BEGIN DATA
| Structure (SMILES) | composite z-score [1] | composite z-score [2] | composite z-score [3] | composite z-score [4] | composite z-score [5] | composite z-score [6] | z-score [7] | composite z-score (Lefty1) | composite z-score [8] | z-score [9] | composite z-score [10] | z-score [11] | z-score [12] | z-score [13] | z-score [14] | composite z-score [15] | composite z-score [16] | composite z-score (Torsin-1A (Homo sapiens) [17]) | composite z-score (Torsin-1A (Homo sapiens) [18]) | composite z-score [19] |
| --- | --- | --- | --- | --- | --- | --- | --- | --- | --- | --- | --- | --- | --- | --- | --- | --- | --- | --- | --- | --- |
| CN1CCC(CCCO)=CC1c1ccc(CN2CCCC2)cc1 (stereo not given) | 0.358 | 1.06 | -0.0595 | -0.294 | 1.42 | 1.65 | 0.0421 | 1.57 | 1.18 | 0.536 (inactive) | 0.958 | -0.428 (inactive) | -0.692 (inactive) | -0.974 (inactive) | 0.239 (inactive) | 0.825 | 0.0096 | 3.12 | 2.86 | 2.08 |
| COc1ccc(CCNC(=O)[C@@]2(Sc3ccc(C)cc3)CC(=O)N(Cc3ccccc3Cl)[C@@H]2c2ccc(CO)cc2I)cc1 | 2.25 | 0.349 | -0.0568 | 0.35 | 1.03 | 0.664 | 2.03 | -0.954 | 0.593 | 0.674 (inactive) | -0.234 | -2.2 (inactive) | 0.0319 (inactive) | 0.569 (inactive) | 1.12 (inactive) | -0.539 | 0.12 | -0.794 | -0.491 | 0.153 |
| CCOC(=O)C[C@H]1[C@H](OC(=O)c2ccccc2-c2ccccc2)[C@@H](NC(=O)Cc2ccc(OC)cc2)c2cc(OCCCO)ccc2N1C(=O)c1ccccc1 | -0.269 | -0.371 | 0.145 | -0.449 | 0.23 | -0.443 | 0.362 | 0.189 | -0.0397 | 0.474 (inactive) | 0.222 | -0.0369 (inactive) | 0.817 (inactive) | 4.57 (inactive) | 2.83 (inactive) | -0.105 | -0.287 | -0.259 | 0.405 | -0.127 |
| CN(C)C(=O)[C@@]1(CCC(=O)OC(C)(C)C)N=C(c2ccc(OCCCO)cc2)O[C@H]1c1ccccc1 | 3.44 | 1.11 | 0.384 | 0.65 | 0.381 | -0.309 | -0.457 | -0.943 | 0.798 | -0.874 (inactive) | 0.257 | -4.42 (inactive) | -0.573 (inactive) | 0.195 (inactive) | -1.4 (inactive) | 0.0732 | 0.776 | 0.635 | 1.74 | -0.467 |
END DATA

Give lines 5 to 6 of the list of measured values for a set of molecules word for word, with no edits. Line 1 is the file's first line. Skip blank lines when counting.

| CCOC(=O)C[C@H]1[C@H](OC(=O)c2ccccc2-c2ccccc2)[C@@H](NC(=O)Cc2ccc(OC)cc2)c2cc(OCCCO)ccc2N1C(=O)c1ccccc1 | -0.269 | -0.371 | 0.145 | -0.449 | 0.23 | -0.443 | 0.362 | 0.189 | -0.0397 | 0.474 (inactive) | 0.222 | -0.0369 (inactive) | 0.817 (inactive) | 4.57 (inactive) | 2.83 (inactive) | -0.105 | -0.287 | -0.259 | 0.405 | -0.127 |
| CN(C)C(=O)[C@@]1(CCC(=O)OC(C)(C)C)N=C(c2ccc(OCCCO)cc2)O[C@H]1c1ccccc1 | 3.44 | 1.11 | 0.384 | 0.65 | 0.381 | -0.309 | -0.457 | -0.943 | 0.798 | -0.874 (inactive) | 0.257 | -4.42 (inactive) | -0.573 (inactive) | 0.195 (inactive) | -1.4 (inactive) | 0.0732 | 0.776 | 0.635 | 1.74 | -0.467 |